Forest Rawls had his first kidney care experience while serving in the U.S. Navy as a transplantation technician in 1974. He held the following positions, operating room technician, plasmapheresis technician, hemodialysis technician, tissue bank technician and as a tissue and organ harvest procurement team member — but it was kidney care that really stood out to him.
Now, he’s a vascular access coordinator with Emory Healthcare Dialysis Clinics, a position he intends to hold until he retires.
We sat down with Forest to learn why he loves being a vascular access coordinator and what you should consider if you want to be one.
The vascular access coordinator position is fairly new. How can a clinic benefit from having one on staff?
At Emory Healthcare, you have a person — or in this case, persons, the two of us streamline access care. Improve outcomes, and educate patients and staff on all access issues. We are very familiar with all of our patients' accesses, we know the idiosyncrasies about the access, we know who the cannulation teams are in each clinic.
We also know what types of access the patient has so we can make recommendations on when, how and who will cannulate. Also, when there are problems, we can identify where to specifically send the patient with the guidance of the surgeons. We can actually send the patient to the appropriate place for the appropriate procedures at the appropriate time.
The clinic staff know they can count on us to intervene expeditiously to make sure the patient team is in the appropriate place at the appropriate time. They know to call us and we'll take care of it right away.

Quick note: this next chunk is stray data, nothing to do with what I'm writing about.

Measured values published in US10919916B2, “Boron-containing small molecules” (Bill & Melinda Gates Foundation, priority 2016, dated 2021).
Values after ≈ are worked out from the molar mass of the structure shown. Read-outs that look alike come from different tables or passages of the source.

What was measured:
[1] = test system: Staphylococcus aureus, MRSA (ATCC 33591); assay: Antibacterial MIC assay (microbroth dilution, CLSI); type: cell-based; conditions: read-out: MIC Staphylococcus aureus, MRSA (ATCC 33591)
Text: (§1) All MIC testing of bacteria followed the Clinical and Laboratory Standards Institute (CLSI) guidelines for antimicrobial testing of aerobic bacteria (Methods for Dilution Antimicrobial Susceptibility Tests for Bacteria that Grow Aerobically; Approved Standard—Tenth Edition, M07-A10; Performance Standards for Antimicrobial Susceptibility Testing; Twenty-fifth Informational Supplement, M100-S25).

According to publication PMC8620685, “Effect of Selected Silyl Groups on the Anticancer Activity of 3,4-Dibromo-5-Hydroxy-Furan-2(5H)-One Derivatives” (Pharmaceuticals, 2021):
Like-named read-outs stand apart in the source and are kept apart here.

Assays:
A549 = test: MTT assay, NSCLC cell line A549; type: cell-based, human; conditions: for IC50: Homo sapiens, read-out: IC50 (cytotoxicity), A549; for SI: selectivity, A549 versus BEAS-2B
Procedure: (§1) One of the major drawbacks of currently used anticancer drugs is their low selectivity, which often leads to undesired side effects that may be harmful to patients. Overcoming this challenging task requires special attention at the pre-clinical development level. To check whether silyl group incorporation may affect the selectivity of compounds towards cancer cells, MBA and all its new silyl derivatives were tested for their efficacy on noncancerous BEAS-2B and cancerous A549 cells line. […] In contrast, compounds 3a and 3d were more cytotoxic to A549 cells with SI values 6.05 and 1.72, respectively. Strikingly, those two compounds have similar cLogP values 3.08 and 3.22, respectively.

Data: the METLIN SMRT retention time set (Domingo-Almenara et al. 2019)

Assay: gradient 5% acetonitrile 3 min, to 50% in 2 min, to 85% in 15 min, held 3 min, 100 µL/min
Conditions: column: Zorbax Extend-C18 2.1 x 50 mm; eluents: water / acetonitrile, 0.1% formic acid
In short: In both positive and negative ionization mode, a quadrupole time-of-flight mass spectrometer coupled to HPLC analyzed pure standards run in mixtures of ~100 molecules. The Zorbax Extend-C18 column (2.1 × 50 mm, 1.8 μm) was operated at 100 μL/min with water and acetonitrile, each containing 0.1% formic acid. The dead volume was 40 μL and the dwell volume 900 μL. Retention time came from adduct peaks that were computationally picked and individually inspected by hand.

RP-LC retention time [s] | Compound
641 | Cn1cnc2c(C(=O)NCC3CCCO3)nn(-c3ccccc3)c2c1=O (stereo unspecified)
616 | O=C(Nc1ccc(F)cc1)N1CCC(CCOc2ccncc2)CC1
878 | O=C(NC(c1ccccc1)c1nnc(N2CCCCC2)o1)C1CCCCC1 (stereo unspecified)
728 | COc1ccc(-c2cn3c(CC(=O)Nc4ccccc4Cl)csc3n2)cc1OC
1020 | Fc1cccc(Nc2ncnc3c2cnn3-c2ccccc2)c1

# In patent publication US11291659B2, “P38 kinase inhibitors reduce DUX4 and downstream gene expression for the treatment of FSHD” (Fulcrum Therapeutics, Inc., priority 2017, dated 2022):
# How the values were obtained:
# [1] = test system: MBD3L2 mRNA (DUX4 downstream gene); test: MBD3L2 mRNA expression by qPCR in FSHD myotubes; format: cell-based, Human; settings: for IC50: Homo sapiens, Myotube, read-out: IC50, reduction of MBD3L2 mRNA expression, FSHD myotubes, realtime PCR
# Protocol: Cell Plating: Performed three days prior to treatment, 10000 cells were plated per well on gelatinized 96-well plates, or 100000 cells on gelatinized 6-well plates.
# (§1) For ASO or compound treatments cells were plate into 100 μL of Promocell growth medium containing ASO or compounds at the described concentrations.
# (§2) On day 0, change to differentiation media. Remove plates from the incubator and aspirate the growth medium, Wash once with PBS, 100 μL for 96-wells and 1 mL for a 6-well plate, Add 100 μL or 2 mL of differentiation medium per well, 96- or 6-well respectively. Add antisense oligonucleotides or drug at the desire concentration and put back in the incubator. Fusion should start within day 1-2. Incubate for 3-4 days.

How do you think patients perceive you and your fellow vascular access coordinator?
The patients are happy we’re there because they know right from the beginning they can count on us to make sure they get to their designated place in the appropriate fashion. We take the initiative when we have to — we arrange the transportation. We go above and beyond.
Have patient outcomes improved with the use of vascular access coordinators?
Definitely, yes. Our AVF rates have increased and our Long Term Catheter rate has decreased. For hemodialysis, you have to have access to the blood. So, if that's impeded in any way, it's a problem. Vascular access coordinators facilitate getting patients back on the machines with the right access, corrected, expeditiously. The patients like it because we don't make them wait. We don't try to make you have an appointment two weeks down the road. We try to get you that day or the next day to get in, get the problem solved and come back on dialysis. Sometimes in fact, in the morning a patient can have a problem with his access and then come back in the same day. We can do that.
If someone wants to become a vascular access coordinator, what should they know?
First, know hemodialysis. Second, understand some things about access. Third, they should be a very decent to a great technical cannulator.
And know that once you convert from working on the floor, if you do access, it's 100 percent access so it takes a while to assimilate. The emphasis has to be on the access.
Vascular access coordinators do it all. We collect, track, trend. We educate patients. We talk to the surgeons. We communicate with everybody.
What do you like best about your job?
My favorite thing is having the ability to make a profound effect on what really happens with the patient’s access. Knowing we have all the support we need is essential: the physician backing from the nephrologist and from our interventional nephrologist and from our management team, they specifically hired us to do the job.